The 1980s love in continues with Aeromantic, the fifth album from those AOR loving Swedes The Night Flight Orchestra. As with ‘Sometimes The World Aint Enough’ two years ago you know exactly what to expect – catchy and melodramatic ditties that span everything from Magnum esque prog, Foreigner inspired soft rock and stupidly catchy pop Abba would be proud of.
‘Servants of the Air’ starts proceedings in a prog fashion, it is a forceful slice of hard rock with strong Magnum/Asia undertones and is the best track here. From here on in the name of the game is hooks, hooks and more hooks as the infectious pop rock of ‘Divinyls’ and the soaring chorus and AOR riffs of ‘This Boy’s Last Summer’ attest to. ‘Curves’ is an undeniable portion of pop, a foot tapping mixture of disco and soul that sounds like a long lost Toto track. With its wall of multi-layered synths ‘Transmissions’ is a time machine to an era of shoulder pads and ozone damaging levels of hairspray use – it would be at home on the Kung Fury soundtrack.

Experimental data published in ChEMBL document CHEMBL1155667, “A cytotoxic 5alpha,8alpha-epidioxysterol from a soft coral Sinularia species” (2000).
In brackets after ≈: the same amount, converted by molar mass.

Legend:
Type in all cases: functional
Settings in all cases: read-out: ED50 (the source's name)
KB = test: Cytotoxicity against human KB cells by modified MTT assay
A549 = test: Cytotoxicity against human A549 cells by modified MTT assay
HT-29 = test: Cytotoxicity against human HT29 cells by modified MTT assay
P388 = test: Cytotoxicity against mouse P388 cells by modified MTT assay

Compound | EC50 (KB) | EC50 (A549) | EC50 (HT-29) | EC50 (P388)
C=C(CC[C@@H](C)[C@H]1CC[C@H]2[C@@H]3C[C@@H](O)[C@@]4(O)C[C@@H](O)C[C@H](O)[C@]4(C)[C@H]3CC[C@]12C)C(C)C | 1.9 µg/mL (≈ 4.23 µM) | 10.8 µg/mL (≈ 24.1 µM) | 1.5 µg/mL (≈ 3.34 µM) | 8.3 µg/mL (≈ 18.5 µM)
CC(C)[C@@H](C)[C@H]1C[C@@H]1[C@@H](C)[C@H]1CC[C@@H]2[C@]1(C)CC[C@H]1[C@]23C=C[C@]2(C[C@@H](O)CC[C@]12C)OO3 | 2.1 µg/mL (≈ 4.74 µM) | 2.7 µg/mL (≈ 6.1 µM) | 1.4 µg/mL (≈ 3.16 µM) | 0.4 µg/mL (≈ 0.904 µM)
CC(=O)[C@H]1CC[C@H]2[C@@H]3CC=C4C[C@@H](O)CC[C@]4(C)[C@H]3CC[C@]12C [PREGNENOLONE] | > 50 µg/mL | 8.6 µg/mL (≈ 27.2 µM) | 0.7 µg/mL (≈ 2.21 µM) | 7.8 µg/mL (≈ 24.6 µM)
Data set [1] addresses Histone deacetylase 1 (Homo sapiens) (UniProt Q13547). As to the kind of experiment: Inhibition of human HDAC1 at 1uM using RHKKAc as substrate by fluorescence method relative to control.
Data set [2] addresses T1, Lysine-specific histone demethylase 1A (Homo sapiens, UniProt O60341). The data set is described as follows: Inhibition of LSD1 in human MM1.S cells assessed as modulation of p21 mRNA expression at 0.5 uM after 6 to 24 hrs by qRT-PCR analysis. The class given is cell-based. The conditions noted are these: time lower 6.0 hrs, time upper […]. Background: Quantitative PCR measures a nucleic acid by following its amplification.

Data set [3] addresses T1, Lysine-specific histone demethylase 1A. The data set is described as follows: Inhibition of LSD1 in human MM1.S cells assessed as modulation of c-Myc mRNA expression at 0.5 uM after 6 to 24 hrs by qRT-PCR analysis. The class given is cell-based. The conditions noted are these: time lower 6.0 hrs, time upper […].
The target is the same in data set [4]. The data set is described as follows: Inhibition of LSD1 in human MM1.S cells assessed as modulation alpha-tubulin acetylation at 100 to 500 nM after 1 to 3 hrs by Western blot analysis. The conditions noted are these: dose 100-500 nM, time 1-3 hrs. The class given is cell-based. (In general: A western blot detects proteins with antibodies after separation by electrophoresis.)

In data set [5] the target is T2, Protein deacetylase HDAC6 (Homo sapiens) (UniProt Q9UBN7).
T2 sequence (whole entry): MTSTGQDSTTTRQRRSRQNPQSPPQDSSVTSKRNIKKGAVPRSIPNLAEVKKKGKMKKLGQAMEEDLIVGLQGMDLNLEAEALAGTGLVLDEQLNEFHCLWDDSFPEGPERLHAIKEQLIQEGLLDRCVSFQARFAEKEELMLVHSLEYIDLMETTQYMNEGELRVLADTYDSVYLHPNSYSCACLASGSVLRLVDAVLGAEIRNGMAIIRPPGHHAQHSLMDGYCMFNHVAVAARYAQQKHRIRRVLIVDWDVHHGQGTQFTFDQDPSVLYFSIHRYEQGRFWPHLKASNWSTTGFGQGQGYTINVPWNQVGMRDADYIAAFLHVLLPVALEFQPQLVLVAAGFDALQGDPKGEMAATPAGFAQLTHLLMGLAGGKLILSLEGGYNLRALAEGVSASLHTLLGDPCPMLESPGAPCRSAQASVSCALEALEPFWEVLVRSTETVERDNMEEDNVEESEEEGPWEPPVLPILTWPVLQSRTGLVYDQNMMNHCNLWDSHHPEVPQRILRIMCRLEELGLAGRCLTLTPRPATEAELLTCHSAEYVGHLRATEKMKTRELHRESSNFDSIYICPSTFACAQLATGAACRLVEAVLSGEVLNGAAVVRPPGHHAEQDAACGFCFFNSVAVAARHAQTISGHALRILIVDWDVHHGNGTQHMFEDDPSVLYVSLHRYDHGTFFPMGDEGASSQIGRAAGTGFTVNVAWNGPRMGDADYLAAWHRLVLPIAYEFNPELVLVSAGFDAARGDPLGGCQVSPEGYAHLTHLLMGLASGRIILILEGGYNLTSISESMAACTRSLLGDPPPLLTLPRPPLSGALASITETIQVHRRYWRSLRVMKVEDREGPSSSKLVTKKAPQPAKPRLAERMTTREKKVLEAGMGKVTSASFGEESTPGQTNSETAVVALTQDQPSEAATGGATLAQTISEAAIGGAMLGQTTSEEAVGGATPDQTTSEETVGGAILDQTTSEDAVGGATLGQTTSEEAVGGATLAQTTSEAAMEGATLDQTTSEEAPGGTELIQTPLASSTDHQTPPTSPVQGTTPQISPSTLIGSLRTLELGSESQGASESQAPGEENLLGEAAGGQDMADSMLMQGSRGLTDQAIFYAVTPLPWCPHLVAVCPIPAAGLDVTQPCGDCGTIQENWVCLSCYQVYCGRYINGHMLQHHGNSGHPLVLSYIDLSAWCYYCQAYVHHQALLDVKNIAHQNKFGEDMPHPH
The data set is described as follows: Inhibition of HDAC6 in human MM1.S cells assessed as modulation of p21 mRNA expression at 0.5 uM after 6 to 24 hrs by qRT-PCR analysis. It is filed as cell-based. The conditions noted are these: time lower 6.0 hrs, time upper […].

The record’s charms dull a bit in the second half, tracks like ‘Taurus’ and ‘Sister Mercurial’ are pleasant enough but humdrum and subdued in comparison to TNFOs usually gleeful melodies and exultant choruses. Two tracks lift things back up, the first being the title track with its jaunty piano and unabashed Queen like guitar flourishes. The second is the over six minutes of swirling REO Speedwagon-esque melodrama that is ‘Carmencita Seven’, with its frenetic momentum melting away to a calming if slightly disjointed ending. All before ending with the pleasant but bland ‘Dead of Winter’, a clash of good then forgetful that sums up the album.
Aeromantic is a happy go lucky offering of catchy pop and rock that is in love with the past and great for a party, but let down slightly by one too many unremarkable moments.